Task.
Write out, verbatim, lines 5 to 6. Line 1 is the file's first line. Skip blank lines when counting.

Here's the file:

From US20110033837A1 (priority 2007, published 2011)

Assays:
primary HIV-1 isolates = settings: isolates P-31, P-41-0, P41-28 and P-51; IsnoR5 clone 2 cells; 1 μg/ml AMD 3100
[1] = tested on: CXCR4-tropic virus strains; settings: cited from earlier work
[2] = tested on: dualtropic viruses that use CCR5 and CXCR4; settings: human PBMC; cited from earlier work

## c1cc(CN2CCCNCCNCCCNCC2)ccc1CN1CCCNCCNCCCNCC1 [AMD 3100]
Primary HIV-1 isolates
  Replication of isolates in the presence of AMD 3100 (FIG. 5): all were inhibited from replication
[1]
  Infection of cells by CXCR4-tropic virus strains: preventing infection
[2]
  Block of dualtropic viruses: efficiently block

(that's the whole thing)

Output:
[2] = tested on: dualtropic viruses that use CCR5 and CXCR4; settings: human PBMC; cited from earlier work

## c1cc(CN2CCCNCCNCCCNCC2)ccc1CN1CCCNCCNCCCNCC1 [AMD 3100]